Drawing a (Scary) Face On Malicious Software
If the phishing scams, computer viruses and worms that land in our inboxes each day take the form of hostile-looking beasts, we might all want to avoid them like the plague. Such is the vision of Romanian artist Alex Dragulescu, whose stunning renderings of some of the more prevalent nasties out there helps put a menacing face to malware such as "Storm," and "Netsky."
Dragulescu, a research assistant at the Massachusetts Institute of Technology's Sociable Media Group, created his so-called "threat art" in conjunction with live malware intercepted by e-mail security firm MessageLabs. Each is disassembled into a dump of binary code and then run through a program Dragulescu wrote. That program spends a few hours crunching through all the data, looking for patterns in the code that will determine the shape, color and complexity of each piece of threat art.
The configuration of these created organisms is driven largely by their actions. For example, if there is a repeated attempt to write to a system memory address, a particular Windows API call that tries to write to a file or [blast out e-mail], the program tracks that and looks for the prevalence, number and behavior of those occurrences, Dragulescu told Security Fix. "Phishing e-mails tend to take the shape of an organism with many long tentacles and don't really have other shapes. They can even be kind of transparent." It's too bad phishing attacks aren't more transparent; an estimated three to five percent of people who receive phishing e-mails take the bait.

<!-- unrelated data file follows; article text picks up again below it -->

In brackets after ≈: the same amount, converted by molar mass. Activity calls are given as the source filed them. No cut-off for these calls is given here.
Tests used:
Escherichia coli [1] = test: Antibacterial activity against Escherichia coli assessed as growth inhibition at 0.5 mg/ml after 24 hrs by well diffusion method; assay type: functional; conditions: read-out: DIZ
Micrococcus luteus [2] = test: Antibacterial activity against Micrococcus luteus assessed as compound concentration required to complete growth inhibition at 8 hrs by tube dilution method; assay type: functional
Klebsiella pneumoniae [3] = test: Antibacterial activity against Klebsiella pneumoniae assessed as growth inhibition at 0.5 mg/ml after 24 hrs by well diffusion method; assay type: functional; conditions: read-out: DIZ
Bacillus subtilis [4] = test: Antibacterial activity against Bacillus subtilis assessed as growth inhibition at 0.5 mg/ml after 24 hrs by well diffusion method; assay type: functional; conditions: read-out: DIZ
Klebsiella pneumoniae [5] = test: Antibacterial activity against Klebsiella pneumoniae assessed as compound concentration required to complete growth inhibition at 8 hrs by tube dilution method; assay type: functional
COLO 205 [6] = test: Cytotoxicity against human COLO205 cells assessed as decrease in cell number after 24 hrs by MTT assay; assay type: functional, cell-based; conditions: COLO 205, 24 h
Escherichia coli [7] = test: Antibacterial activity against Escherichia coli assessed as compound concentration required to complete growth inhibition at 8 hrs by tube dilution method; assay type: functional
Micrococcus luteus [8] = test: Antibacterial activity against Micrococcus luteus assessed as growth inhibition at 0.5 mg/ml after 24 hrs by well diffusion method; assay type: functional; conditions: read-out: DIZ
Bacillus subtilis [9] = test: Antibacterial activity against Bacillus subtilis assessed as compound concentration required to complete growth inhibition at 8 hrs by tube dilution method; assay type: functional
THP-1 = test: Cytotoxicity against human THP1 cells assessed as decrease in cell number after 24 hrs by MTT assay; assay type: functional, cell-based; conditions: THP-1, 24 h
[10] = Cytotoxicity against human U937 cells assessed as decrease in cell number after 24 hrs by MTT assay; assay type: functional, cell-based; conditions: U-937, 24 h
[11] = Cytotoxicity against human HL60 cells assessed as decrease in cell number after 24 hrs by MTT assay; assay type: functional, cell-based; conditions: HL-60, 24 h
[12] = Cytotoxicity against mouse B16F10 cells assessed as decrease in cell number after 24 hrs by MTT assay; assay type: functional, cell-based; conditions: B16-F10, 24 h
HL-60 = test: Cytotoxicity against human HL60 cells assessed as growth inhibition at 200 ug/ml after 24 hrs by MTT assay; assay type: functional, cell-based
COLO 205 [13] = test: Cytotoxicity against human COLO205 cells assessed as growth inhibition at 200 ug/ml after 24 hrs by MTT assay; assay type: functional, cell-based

One particularly fascinating sample of threat art, which Dragulescu created, depicts an e-mail worm sample MessageLabs received that was essentially a version of the Netsky worm that had been infected by Parite, a virus that appends itself to every executable file on a victim's computer. The image to the left shows the artist's conception of the Netsky worm, while below is his programs rendering of Parite glomming onto the Netsky sample that MessageLabs intercepted. MessageLabs's Paul Wood said the Netsky-Parite sample was almost certainly sent from a Windows machine that was infected with both pieces of malware.
"Sometimes this is the result of an anti-virus product that tries to clean an infection but only removes part of it, leaving some components behind," Wood said.
The threat art is hardly Dragulescu's first foray into helping the world visualize ubiquitous yet faceless computer concepts. Take, for instance, his "spam architecture," or his "spam plants," the latter of which take its form from rules that look at the ASCII values (computer code that represent the English alphabet) of each spam sample.
Like his threat art, most of Dragulescu's spam plants are elegant but vaguely threatening. A spam plant that I found downright cheerful and placid-looking is featured here.
Dragulescu acknowledges that some may be tempted to dismiss his threat art as little more than clever marketing by MessageLabs and a nice way for the student/artist to earn some extra income and recognition. But he says he hopes people can look beyond that.
"It's easy to lose the overall sense that these malicious things have their own characteristics....that they are bad things you don't want," he said. "It's interesting to me to see that they've all got slightly different personalities."
January 18, 2008; 1:10 PM ET
Categories: Fraud , From the Bunker , Latest Warnings , Safety Tips
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